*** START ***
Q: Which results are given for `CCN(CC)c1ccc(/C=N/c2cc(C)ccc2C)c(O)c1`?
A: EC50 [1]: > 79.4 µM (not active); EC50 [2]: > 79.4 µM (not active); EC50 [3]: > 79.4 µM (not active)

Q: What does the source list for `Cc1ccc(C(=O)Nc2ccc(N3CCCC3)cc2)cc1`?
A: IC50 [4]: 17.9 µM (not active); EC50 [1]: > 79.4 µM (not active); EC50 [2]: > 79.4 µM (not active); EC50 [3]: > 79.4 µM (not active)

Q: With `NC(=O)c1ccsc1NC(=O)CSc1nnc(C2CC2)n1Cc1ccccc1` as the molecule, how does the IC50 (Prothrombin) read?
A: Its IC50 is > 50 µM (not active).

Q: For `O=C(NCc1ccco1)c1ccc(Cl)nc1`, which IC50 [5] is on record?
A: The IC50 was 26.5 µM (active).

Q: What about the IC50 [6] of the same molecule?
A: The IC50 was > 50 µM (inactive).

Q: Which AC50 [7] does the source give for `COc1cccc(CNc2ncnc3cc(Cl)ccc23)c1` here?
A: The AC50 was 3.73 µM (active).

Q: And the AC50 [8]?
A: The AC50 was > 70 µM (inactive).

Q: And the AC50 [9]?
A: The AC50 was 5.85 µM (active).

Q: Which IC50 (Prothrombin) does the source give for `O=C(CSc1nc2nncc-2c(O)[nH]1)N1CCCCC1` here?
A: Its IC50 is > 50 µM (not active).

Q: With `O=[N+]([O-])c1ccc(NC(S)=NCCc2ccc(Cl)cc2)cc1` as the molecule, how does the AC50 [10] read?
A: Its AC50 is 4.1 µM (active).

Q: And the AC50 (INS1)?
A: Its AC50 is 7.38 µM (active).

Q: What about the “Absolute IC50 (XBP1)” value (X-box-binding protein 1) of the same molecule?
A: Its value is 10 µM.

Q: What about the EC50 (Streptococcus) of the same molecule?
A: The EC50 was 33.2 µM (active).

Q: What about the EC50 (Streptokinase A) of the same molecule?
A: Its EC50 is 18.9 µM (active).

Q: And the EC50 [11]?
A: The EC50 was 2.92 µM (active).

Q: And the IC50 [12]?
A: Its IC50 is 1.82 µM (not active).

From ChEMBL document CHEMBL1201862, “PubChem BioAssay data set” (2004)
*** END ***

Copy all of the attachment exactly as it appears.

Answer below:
Q: Which results are given for `CCN(CC)c1ccc(/C=N/c2cc(C)ccc2C)c(O)c1`?
A: EC50 [1]: > 79.4 µM (not active); EC50 [2]: > 79.4 µM (not active); EC50 [3]: > 79.4 µM (not active)

Q: What does the source list for `Cc1ccc(C(=O)Nc2ccc(N3CCCC3)cc2)cc1`?
A: IC50 [4]: 17.9 µM (not active); EC50 [1]: > 79.4 µM (not active); EC50 [2]: > 79.4 µM (not active); EC50 [3]: > 79.4 µM (not active)

Q: With `NC(=O)c1ccsc1NC(=O)CSc1nnc(C2CC2)n1Cc1ccccc1` as the molecule, how does the IC50 (Prothrombin) read?
A: Its IC50 is > 50 µM (not active).

Q: For `O=C(NCc1ccco1)c1ccc(Cl)nc1`, which IC50 [5] is on record?
A: The IC50 was 26.5 µM (active).

Q: What about the IC50 [6] of the same molecule?
A: The IC50 was > 50 µM (inactive).

Q: Which AC50 [7] does the source give for `COc1cccc(CNc2ncnc3cc(Cl)ccc23)c1` here?
A: The AC50 was 3.73 µM (active).

Q: And the AC50 [8]?
A: The AC50 was > 70 µM (inactive).

Q: And the AC50 [9]?
A: The AC50 was 5.85 µM (active).

Q: Which IC50 (Prothrombin) does the source give for `O=C(CSc1nc2nncc-2c(O)[nH]1)N1CCCCC1` here?
A: Its IC50 is > 50 µM (not active).

Q: With `O=[N+]([O-])c1ccc(NC(S)=NCCc2ccc(Cl)cc2)cc1` as the molecule, how does the AC50 [10] read?
A: Its AC50 is 4.1 µM (active).

Q: And the AC50 (INS1)?
A: Its AC50 is 7.38 µM (active).

Q: What about the “Absolute IC50 (XBP1)” value (X-box-binding protein 1) of the same molecule?
A: Its value is 10 µM.

Q: What about the EC50 (Streptococcus) of the same molecule?
A: The EC50 was 33.2 µM (active).

Q: What about the EC50 (Streptokinase A) of the same molecule?
A: Its EC50 is 18.9 µM (active).

Q: And the EC50 [11]?
A: The EC50 was 2.92 µM (active).

Q: And the IC50 [12]?
A: Its IC50 is 1.82 µM (not active).

From ChEMBL document CHEMBL1201862, “PubChem BioAssay data set” (2004)